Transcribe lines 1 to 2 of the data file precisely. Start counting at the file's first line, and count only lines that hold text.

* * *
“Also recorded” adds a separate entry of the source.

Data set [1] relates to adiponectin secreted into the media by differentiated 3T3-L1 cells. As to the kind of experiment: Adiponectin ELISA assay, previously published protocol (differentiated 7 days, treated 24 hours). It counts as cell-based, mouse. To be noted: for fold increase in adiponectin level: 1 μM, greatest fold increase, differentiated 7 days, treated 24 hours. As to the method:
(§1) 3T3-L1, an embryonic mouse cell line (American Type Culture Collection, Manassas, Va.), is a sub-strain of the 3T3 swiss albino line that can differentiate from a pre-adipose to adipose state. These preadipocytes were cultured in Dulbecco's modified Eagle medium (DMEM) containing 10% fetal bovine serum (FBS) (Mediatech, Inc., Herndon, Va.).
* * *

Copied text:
“Also recorded” adds a separate entry of the source.

Data set [1] relates to adiponectin secreted into the media by differentiated 3T3-L1 cells. As to the kind of experiment: Adiponectin ELISA assay, previously published protocol (differentiated 7 days, treated 24 hours). It counts as cell-based, mouse. To be noted: for fold increase in adiponectin level: 1 μM, greatest fold increase, differentiated 7 days, treated 24 hours. As to the method: